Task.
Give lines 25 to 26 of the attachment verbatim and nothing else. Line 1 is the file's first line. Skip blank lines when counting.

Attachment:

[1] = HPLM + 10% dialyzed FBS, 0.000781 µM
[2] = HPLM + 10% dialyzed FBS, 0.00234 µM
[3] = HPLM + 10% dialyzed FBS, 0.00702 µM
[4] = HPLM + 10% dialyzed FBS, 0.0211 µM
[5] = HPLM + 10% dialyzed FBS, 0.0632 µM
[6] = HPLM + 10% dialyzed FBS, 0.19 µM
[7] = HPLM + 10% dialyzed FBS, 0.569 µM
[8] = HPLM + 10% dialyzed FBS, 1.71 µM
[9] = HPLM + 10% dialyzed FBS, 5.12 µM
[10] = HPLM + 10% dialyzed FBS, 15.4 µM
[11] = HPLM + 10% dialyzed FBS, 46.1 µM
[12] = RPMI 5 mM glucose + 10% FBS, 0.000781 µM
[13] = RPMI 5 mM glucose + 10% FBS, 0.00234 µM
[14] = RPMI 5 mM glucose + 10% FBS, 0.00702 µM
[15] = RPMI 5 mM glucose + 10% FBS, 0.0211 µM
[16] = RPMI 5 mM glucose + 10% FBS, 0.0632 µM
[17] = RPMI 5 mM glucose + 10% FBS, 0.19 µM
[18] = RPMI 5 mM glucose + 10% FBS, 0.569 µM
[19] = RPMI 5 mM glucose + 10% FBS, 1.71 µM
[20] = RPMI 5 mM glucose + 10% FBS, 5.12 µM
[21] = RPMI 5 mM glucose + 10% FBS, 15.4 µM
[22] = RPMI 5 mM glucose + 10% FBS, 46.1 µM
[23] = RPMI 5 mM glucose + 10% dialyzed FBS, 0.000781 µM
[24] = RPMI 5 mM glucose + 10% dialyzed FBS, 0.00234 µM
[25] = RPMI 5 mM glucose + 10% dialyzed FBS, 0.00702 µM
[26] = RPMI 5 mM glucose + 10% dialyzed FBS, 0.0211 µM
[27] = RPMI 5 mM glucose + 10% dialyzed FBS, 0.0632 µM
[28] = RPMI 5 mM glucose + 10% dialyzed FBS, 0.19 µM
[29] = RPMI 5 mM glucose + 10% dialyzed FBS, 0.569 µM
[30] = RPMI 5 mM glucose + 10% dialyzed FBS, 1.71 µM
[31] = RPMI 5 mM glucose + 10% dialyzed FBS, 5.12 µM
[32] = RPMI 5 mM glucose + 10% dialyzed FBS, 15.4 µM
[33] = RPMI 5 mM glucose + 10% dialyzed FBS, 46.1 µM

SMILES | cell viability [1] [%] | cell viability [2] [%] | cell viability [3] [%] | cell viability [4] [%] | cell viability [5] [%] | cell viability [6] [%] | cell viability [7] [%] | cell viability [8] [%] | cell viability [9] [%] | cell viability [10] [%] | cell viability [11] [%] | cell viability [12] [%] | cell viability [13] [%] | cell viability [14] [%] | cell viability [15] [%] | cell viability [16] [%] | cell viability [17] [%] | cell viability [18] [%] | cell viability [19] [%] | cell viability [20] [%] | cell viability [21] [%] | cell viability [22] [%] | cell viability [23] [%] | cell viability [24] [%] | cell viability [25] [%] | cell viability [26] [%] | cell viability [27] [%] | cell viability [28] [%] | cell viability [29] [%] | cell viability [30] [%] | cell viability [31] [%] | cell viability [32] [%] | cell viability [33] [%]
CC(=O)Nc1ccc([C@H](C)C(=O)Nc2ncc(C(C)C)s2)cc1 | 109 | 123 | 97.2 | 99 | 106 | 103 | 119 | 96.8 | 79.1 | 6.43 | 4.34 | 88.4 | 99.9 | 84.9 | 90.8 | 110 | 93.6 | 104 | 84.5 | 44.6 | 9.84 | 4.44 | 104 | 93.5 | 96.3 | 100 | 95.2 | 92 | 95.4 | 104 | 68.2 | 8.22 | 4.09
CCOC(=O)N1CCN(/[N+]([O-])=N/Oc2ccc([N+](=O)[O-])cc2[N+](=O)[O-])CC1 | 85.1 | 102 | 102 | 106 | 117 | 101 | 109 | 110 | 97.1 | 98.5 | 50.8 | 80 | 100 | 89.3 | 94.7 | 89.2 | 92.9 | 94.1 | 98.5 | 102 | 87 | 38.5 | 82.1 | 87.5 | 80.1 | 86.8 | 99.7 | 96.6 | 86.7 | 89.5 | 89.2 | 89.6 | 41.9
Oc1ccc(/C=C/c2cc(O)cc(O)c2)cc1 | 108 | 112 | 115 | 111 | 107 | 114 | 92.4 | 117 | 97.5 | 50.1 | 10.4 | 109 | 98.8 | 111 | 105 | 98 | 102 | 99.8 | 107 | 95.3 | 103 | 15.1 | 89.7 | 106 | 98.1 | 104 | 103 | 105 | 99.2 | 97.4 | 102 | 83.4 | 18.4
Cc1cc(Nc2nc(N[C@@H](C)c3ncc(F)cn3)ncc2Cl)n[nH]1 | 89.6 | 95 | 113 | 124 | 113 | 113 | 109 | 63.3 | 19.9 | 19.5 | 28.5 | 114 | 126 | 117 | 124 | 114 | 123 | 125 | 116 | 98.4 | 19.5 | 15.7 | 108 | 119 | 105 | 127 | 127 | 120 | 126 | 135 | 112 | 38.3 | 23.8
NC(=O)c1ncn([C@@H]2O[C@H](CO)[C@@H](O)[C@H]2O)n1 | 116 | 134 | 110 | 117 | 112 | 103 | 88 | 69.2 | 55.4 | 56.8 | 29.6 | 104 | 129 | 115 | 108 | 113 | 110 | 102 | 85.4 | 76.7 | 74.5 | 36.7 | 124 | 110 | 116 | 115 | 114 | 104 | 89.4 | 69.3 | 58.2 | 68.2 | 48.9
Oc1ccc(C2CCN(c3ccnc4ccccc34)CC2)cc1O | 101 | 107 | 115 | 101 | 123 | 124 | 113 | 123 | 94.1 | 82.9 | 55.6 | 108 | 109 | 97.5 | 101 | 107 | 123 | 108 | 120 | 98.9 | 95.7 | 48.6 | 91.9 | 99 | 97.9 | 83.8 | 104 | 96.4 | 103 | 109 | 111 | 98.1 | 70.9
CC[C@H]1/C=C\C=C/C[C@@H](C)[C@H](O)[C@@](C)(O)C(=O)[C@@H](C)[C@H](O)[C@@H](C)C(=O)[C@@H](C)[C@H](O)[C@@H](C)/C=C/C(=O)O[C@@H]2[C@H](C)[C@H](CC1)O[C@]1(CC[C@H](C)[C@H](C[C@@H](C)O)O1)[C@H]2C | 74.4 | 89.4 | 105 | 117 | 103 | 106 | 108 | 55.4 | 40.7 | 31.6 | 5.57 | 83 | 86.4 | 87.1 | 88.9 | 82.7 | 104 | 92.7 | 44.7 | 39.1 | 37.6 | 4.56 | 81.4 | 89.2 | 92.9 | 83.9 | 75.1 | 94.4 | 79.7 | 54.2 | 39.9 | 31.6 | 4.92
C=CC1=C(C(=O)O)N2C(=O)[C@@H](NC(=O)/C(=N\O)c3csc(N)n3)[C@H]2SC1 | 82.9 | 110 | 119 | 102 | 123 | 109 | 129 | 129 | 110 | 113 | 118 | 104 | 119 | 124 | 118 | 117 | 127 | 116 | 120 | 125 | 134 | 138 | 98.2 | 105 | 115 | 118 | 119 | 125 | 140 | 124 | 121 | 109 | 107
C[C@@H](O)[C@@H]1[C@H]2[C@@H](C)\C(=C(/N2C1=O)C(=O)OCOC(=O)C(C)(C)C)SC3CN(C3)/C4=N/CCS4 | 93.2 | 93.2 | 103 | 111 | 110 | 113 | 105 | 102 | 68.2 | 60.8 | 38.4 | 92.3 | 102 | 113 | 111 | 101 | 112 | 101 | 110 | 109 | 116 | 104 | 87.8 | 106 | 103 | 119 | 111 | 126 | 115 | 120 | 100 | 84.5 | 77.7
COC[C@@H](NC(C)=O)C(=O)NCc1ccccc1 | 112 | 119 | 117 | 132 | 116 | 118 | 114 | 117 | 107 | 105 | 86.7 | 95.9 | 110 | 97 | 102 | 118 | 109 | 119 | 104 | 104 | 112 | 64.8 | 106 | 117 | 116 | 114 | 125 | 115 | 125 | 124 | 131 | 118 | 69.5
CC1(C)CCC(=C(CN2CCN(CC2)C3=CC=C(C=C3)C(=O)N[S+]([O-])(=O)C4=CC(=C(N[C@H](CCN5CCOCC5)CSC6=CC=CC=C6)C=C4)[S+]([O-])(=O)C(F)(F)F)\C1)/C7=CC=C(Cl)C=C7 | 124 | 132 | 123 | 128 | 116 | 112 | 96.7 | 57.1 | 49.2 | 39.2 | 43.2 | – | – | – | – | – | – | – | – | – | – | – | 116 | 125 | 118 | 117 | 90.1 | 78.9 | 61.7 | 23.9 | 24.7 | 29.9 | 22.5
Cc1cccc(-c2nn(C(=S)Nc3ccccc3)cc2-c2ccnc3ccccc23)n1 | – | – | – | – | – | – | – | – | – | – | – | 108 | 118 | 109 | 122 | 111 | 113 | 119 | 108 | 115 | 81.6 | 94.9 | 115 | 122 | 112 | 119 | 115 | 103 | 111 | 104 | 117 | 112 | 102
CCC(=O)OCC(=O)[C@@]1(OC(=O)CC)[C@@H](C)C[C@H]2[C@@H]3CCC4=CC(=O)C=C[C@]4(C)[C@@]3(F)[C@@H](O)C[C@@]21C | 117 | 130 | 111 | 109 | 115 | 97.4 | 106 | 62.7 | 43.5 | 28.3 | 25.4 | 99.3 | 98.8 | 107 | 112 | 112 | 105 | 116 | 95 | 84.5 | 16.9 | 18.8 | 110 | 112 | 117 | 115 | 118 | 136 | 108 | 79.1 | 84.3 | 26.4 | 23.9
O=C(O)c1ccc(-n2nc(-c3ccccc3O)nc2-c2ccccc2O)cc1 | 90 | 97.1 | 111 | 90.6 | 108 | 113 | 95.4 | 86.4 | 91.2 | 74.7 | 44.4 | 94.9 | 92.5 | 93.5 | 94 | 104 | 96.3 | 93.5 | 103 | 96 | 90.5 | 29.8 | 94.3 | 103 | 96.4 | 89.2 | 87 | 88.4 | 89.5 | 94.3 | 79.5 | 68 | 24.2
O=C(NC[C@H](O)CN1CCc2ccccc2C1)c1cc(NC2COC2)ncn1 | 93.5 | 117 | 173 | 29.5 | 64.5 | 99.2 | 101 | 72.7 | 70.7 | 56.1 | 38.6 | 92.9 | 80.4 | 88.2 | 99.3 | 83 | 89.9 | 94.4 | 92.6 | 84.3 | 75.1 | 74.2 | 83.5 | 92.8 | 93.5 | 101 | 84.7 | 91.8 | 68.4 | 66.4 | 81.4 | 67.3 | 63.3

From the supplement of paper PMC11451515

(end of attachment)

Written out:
[25] = RPMI 5 mM glucose + 10% dialyzed FBS, 0.00702 µM
[26] = RPMI 5 mM glucose + 10% dialyzed FBS, 0.0211 µM